The Jolson Story
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The Jolson Story
The Jolson Story
The Jolson Story - 1946 Poster.jpg
Directed byAlfred E. Green
Produced bySidney Skolsky
Written byStephen Longstreet (screenplay)
Sidney Buchman (uncredited)
Harry Chandlee (adaptation)
Andrew Solt (adaptation)
StarringLarry Parks
Evelyn Keyes
William Demarest
Bill Goodwin
Music byMorris Stoloff
CinematographyJoseph Walker
Edited byWilliam A. Lyon
Distributed byColumbia Pictures
Release date
  • October 10, 1946 (1946-10-10)
Running time
128 minutes
CountryUnited States
LanguageEnglish
Budget$2 million[1]
Box office$8 million (est. US/ Canada rentals)[2][3]

The Jolson Story is a 1946 American Technicolor musical biography film which purports to tell the life story of singer Al Jolson. It stars Larry Parks as Jolson, Evelyn Keyes as Julie Benson (approximating Jolson's wife, Ruby Keeler), William Demarest as his manager, Ludwig Donath and Tamara Shayne as his parents, and Scotty Beckett as the young Jolson.

The Columbia Pictures production was written by Sidney Buchman (uncredited), Harry Chandlee, Stephen Longstreet and Andrew Solt. The dramatic scenes were directed by Alfred E. Green, with the musical sequences directed by Joseph H. Lewis. A sequel called Jolson Sings Again was released in 1949.

Plot

American burlesque performer Steve Martin offers to play a song for his audience, if they agree to sing along. Only one person does sing, a young boy named Asa Yoelson. Steve is bowled over by the boy's voice, but Asa realizes he should be singing at the synagogue with his father, Cantor Yoelson. Asa arrives late, and is later reprimanded by his strict father. Asa is reluctant to explain where he was, but Steve Martin visits the Yoelsons' home. He explains that he heard Asa sing at the burlesque house, and that he wants Asa to be part of his act. Papa Yoelson refuses to consider it.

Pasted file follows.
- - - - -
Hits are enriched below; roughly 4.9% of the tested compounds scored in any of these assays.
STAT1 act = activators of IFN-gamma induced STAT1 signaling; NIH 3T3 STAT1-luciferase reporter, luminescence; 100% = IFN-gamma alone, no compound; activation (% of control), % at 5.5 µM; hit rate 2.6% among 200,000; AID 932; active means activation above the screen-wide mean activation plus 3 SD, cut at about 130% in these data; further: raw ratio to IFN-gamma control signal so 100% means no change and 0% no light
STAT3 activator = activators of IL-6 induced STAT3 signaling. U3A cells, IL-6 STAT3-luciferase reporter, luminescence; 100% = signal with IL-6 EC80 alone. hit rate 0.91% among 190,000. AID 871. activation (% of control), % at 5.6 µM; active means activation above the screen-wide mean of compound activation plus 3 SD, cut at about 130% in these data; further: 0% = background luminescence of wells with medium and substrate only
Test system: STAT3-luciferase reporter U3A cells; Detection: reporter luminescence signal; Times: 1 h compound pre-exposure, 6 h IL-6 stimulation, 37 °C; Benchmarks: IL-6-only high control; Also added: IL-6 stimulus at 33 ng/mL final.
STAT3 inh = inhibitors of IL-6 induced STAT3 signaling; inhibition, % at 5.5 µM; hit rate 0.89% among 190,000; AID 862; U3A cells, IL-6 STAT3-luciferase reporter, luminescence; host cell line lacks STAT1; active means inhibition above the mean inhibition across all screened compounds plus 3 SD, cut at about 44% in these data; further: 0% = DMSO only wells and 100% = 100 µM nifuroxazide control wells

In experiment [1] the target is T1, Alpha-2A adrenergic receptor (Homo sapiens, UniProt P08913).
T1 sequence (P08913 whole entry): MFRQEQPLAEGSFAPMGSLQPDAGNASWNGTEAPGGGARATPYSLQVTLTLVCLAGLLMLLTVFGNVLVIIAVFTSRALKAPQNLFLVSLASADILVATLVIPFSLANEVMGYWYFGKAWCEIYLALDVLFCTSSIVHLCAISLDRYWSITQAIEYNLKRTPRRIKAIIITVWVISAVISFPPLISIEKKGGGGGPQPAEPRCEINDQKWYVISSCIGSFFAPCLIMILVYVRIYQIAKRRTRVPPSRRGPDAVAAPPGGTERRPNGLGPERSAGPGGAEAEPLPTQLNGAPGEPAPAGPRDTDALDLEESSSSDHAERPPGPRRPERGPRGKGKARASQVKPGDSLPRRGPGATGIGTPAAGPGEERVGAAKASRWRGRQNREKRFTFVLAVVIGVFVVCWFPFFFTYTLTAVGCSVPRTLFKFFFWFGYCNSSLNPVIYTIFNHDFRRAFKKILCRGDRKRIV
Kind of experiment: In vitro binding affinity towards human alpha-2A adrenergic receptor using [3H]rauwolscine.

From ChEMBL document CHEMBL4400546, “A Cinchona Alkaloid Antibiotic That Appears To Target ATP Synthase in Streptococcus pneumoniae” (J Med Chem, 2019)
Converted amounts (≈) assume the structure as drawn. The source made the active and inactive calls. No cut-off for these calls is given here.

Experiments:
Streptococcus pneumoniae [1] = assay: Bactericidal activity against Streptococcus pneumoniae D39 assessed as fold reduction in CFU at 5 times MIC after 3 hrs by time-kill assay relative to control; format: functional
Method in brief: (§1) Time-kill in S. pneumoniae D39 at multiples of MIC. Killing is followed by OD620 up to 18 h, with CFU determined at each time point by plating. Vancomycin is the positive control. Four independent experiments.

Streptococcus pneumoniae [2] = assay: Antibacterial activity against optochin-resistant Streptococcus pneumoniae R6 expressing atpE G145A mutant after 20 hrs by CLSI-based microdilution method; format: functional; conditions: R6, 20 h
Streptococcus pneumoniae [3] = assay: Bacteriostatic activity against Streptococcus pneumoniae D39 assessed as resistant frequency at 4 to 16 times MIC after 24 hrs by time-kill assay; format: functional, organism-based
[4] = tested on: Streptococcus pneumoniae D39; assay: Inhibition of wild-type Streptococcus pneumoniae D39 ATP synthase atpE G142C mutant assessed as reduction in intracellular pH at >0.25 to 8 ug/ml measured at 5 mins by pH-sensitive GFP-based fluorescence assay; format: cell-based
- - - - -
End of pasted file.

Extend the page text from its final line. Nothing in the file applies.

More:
Asa is determined to be in the act, and runs away to Baltimore, where he is taken to a home for boys. The kindly superintendent, Father McGee, is moved by Asa's determination, and finds Steve Martin, but he also notifies Asa's parents. When they appear, Asa tells them that he will keep running away until they allow him to go into show business. Asa's mother believes that it would be better to give Asa what he wants than have him running away all the time.

On stage, Asa gets bored with singing songs the same way all the time, and begins to improvise, much to Steve Martin's annoyance. When his voice suddenly breaks in the middle of a number, he starts whistling instead, but is unhappy and wants to go home. Steve says that they can work on stage together, which Asa has always wanted - previously he has only stood in the audience. Asa changes his mind, and his name: he begins to perform as Al Jolson.

At a variety show, blackface entertainer Tom Baron passes out drunk, and Al goes on in his place. Two theatrical entrepreneurs, Oscar Hammerstein and Lew Dockstader, are in the audience. Dockstader realizes that it was really Al who was on stage, and hires him join his minstrel show. Meanwhile, Hammerstein, who has not seen Baron work before, offers him a job at his theatre. Jolson doesn't wish to leave Steve Martin, but Steve thinks it is a perfect opportunity for him, and deliberately leads him onto the wrong train. Jolson enjoys his new job, and Dokstader is impressed by his abilities, but Jolson wants to add some new songs to the repertoire. He tries to discuss it with his boss, but Dokstader constantly fobs him off. One night, Jolson is out walking when he hears a band playing new, exciting jazz music; he enjoys it so much that he forgets that he has a show that night. Dockstader fires him, but wishes him luck for the future.

Al visits his parents, but does not stay long, because he receives a call from Tom Baron, who is now a theater manager – his singing was so bad that Hammerstein paid him off if he agreed to quit singing for good. Baron invites Al to join his Broadway show. Al agrees, but insists on choosing his own material. Tom is reluctant, but agrees. Al sings many new songs, including his signature tune, "Mammy", and he becomes so popular that he becomes the leading player and takes the show on tour.

At a Sunday night concert, Al, who has never been interested in girls, meets an up-and-coming dancer named Julie Benson. It is love at first sight for Al, and only a few hours after meeting her, he proposes to her. (Al Jolson was actually married four times. The character Julie Benson is modeled on his real-life wife Ruby Keeler). She is not in love with him, but he will not take no for an answer, and she finally agrees to consider it. Julie falls in love with Al, after he supports her during her first show, and they marry. But Julie is not as fond of show business as he is; she wants to quit and settle down. Al persuades her to continue with it. She stars in a string of pictures, and becomes a success. Eventually, they star in a film together, but Julie can't stand any more. When Al realises that the only way to keep Julie is to quit showbusiness, he agrees to quit, and they move to the country.